Assouline & Berlowe, P.A. Partner and Patent Attorney Peter Koziol was featured in an article on the front page of the Daily Business Review entitled “Justice Watch: A New Frontier in IP Law.” Mr. Koziol discussed a recent dismissal for his client, Passcovery Co. Ltd., regarding alleged patent infringement and copyright infringement.
In 2013, Elcomsoft sued: a programmer; a rival Russian password security company; and, that rival company’s Director General in the United States for violating the copyright law (under provisions of the U.S. DMCA) and alleged violations of its 2010 and 2011 GPU password hacking patents.
According to pleadings in the case, one of the original programmers for Elcomsoft, Ivan Golubev, broke his ties with Elcomsoft around 2010 and began working with long time rival Russian password recovery company Passcovery Co. Ltd. According to the record, Passcovery is owned by Denis Gladysh who had also been making competing password recovery software under the Accentsoft brand since at least as early as 1999.
In its Complaint, Elcomsoft claimed that Golubev violated an employment agreement with it in Russia, and stole its ideas and infringed its U.S. Patent when he began working with Passcovery. However, in support of a motion to dismiss Golubev, Passcovery, Co. Ltd. and Passcovery owner Denis Gladysh denied any wrong doing, said the GPU password hacking was obvious, made it clear that they contended that Elcomsoft forged the employment agreement, and showed that they have no significant ties to the United States. Golubev did not deny that he authored Elcomsoft’s software, but stated in a sworn declaration that the Employment Agreement that Elcomsoft says transfers the rights to the software to is a fraud.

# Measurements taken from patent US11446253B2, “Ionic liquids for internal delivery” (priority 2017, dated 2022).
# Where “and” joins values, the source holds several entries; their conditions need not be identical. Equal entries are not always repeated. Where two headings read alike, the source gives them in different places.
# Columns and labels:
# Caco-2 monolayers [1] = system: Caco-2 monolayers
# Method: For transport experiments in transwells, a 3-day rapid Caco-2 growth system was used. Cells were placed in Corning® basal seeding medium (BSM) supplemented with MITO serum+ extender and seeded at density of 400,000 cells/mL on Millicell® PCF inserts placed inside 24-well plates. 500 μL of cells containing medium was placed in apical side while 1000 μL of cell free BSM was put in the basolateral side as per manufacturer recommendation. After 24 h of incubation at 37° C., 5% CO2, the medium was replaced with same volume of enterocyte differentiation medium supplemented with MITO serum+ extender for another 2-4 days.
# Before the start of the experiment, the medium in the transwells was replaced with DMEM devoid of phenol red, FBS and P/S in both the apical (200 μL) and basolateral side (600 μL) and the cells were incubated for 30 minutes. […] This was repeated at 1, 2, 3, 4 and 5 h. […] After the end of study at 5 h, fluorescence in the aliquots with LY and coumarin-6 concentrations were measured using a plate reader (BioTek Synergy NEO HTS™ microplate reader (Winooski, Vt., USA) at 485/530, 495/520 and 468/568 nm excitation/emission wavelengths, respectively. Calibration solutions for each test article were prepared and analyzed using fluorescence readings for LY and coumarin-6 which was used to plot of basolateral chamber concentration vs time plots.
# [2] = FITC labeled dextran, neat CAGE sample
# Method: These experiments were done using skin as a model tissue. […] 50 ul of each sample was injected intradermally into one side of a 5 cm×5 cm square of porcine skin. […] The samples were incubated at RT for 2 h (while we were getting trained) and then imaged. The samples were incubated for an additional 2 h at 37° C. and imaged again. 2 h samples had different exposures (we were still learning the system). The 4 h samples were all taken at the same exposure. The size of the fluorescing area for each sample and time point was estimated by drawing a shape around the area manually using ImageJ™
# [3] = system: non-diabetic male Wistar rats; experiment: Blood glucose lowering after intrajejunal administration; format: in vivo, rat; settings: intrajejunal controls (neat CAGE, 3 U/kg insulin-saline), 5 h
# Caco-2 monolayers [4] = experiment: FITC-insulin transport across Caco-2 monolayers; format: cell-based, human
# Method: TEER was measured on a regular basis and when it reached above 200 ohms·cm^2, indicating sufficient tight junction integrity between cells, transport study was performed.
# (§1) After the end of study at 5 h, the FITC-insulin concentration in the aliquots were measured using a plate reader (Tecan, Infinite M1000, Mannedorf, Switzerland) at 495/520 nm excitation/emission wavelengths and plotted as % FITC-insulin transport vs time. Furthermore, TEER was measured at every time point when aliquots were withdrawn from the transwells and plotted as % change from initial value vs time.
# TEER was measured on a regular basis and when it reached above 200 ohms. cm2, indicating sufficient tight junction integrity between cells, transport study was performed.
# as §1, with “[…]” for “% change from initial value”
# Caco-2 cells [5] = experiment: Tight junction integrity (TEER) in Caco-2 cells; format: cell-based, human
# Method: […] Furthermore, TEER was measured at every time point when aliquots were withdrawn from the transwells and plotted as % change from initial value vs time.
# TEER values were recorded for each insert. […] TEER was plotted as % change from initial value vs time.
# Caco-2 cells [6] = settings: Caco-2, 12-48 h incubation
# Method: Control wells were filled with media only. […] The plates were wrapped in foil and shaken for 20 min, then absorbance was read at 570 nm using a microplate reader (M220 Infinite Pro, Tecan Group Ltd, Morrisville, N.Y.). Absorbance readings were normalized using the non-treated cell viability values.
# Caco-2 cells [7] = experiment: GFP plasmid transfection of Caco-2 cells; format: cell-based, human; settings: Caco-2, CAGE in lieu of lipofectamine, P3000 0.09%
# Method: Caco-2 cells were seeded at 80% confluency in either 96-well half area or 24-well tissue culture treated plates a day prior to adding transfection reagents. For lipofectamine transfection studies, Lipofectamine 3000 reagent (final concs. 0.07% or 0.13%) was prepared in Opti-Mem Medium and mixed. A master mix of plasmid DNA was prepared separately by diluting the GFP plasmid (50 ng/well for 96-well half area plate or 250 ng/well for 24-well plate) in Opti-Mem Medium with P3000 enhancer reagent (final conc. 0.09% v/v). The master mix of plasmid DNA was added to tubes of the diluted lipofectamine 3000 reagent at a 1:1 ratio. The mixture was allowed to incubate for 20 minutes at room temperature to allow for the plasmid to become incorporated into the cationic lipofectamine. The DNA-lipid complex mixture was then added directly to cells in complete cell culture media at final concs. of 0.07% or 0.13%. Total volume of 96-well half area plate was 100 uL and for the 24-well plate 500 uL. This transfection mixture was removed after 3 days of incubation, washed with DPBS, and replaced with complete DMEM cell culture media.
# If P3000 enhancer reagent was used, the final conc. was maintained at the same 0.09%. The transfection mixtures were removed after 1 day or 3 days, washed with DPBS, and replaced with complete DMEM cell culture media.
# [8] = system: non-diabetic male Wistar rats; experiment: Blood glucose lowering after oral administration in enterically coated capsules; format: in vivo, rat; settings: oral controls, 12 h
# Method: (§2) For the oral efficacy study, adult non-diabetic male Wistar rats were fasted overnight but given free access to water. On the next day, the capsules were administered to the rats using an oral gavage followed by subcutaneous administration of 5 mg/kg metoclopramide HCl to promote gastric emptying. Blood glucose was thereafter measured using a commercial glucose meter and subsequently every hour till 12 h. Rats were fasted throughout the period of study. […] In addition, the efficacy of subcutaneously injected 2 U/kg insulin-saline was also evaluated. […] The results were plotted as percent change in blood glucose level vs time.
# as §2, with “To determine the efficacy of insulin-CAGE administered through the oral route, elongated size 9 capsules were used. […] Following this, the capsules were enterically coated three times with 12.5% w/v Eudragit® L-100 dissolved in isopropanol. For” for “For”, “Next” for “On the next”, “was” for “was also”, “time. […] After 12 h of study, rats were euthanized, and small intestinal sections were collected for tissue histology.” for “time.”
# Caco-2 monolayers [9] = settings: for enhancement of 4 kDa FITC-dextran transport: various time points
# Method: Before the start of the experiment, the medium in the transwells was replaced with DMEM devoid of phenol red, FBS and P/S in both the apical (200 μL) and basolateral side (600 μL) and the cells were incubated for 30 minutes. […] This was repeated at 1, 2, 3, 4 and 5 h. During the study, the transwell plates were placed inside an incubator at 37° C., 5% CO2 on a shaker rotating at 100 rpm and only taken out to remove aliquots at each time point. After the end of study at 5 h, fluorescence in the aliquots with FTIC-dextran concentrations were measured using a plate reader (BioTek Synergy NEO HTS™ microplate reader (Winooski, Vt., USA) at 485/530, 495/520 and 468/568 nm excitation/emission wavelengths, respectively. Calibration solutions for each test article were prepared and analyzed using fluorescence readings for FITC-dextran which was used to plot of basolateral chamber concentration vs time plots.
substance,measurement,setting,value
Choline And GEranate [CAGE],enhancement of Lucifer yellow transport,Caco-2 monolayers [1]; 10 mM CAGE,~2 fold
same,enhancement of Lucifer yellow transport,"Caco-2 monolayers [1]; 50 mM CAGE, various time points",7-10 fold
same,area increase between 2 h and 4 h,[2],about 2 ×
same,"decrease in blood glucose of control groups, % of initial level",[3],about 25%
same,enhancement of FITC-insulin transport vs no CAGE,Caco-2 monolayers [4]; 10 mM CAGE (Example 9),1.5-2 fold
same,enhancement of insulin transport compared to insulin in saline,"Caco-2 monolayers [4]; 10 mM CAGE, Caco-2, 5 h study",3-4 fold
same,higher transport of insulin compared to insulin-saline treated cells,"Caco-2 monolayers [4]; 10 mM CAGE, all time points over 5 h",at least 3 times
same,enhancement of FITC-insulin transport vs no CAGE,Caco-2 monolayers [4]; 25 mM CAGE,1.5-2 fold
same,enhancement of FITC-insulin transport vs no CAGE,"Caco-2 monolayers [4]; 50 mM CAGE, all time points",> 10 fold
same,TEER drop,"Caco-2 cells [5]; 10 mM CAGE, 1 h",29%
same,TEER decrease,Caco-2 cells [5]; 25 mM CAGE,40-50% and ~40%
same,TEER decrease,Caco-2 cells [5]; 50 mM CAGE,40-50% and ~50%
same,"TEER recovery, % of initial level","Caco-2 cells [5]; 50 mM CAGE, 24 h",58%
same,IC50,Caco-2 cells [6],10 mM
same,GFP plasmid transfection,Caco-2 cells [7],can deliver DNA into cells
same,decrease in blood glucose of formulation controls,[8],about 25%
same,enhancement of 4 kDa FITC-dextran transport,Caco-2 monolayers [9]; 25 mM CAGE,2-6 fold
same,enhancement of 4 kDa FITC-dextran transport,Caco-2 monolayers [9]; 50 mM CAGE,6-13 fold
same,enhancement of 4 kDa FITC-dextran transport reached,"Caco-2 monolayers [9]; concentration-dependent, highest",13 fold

After reviewing the pleadings and the argument presented by both sides the Federal Court Judge dismissed the case against Passcovery, Golubev and Gladysh on the federal common law doctrine of forum non conveniens.
In her 11 page opinion, the Judge said it was unnecessary to decide whether or not there was any violation of U.S. law or if the Court had jurisdiction over the parties, because all the parties reside in Russia and that there was no evidence that there was not an adequate remedy to use the Russian Courts. She found that to take jurisdiction of the case would be inconvenient for the parties, the court, and the U.S. jurors. Consequently, she declined assuming jurisdiction, and judgment was entered to dismiss the case.
Although the case was filed in the “Rocket Docket” of the Eastern District of Virginia, Peter A. Koziol, Esq. of South Florida firm Assouline & Berlowe defended the case on behalf of the defendants. Mr. Koziol is an internationally recognized Boca Raton based patent attorney that has served as special trial counsel pro hac vice in many international matters and for cases filed in Virginia, Delaware, New Jersey, California and Kansas. Ccontact Peter below for any Intellectual Property matters.
Partner Peter A. Koziol
Registered Patent Attorney
Intellectual Property Litigation
2700 N. Military Trail, Suite 150
Boca Raton, Florida 33431
Miami • Ft. Lauderdale • Boca Raton